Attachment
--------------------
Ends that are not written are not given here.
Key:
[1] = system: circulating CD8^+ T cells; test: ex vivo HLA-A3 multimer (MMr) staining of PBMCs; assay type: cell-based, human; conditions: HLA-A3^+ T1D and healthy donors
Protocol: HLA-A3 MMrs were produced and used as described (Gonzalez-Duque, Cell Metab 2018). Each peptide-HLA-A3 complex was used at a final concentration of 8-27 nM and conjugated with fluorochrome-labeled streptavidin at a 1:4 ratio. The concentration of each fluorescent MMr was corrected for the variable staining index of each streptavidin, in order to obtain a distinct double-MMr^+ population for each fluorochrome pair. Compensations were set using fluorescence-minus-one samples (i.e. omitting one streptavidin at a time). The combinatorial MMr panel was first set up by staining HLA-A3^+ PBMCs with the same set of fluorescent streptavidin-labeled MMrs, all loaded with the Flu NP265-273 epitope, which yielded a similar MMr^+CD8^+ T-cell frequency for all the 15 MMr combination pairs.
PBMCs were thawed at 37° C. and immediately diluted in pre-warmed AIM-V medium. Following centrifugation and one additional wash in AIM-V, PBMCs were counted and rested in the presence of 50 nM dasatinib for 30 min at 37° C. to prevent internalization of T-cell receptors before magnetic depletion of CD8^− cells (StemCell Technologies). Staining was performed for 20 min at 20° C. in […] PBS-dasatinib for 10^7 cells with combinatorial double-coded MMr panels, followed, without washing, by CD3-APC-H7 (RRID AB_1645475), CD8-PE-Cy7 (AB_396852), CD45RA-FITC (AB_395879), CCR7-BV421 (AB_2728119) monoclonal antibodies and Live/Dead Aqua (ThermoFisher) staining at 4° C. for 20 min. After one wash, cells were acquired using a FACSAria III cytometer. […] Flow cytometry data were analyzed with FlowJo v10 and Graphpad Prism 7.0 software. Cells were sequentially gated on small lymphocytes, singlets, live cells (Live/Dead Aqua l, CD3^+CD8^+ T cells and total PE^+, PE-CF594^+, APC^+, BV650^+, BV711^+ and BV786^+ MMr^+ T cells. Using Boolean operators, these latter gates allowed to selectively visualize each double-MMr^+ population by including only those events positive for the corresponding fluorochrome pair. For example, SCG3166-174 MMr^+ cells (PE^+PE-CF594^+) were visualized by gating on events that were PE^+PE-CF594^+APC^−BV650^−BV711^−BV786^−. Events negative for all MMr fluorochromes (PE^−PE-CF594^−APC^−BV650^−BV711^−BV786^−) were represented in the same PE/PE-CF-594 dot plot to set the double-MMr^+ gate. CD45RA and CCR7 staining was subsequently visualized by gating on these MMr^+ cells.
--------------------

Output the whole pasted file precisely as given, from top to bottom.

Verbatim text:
Ends that are not written are not given here.
Key:
[1] = system: circulating CD8^+ T cells; test: ex vivo HLA-A3 multimer (MMr) staining of PBMCs; assay type: cell-based, human; conditions: HLA-A3^+ T1D and healthy donors
Protocol: HLA-A3 MMrs were produced and used as described (Gonzalez-Duque, Cell Metab 2018). Each peptide-HLA-A3 complex was used at a final concentration of 8-27 nM and conjugated with fluorochrome-labeled streptavidin at a 1:4 ratio. The concentration of each fluorescent MMr was corrected for the variable staining index of each streptavidin, in order to obtain a distinct double-MMr^+ population for each fluorochrome pair. Compensations were set using fluorescence-minus-one samples (i.e. omitting one streptavidin at a time). The combinatorial MMr panel was first set up by staining HLA-A3^+ PBMCs with the same set of fluorescent streptavidin-labeled MMrs, all loaded with the Flu NP265-273 epitope, which yielded a similar MMr^+CD8^+ T-cell frequency for all the 15 MMr combination pairs.
PBMCs were thawed at 37° C. and immediately diluted in pre-warmed AIM-V medium. Following centrifugation and one additional wash in AIM-V, PBMCs were counted and rested in the presence of 50 nM dasatinib for 30 min at 37° C. to prevent internalization of T-cell receptors before magnetic depletion of CD8^− cells (StemCell Technologies). Staining was performed for 20 min at 20° C. in […] PBS-dasatinib for 10^7 cells with combinatorial double-coded MMr panels, followed, without washing, by CD3-APC-H7 (RRID AB_1645475), CD8-PE-Cy7 (AB_396852), CD45RA-FITC (AB_395879), CCR7-BV421 (AB_2728119) monoclonal antibodies and Live/Dead Aqua (ThermoFisher) staining at 4° C. for 20 min. After one wash, cells were acquired using a FACSAria III cytometer. […] Flow cytometry data were analyzed with FlowJo v10 and Graphpad Prism 7.0 software. Cells were sequentially gated on small lymphocytes, singlets, live cells (Live/Dead Aqua l, CD3^+CD8^+ T cells and total PE^+, PE-CF594^+, APC^+, BV650^+, BV711^+ and BV786^+ MMr^+ T cells. Using Boolean operators, these latter gates allowed to selectively visualize each double-MMr^+ population by including only those events positive for the corresponding fluorochrome pair. For example, SCG3166-174 MMr^+ cells (PE^+PE-CF594^+) were visualized by gating on events that were PE^+PE-CF594^+APC^−BV650^−BV711^−BV786^−. Events negative for all MMr fluorochromes (PE^−PE-CF594^−APC^−BV650^−BV711^−BV786^−) were represented in the same PE/PE-CF-594 dot plot to set the double-MMr^+ gate. CD45RA and CCR7 staining was subsequently visualized by gating on these MMr^+ cells.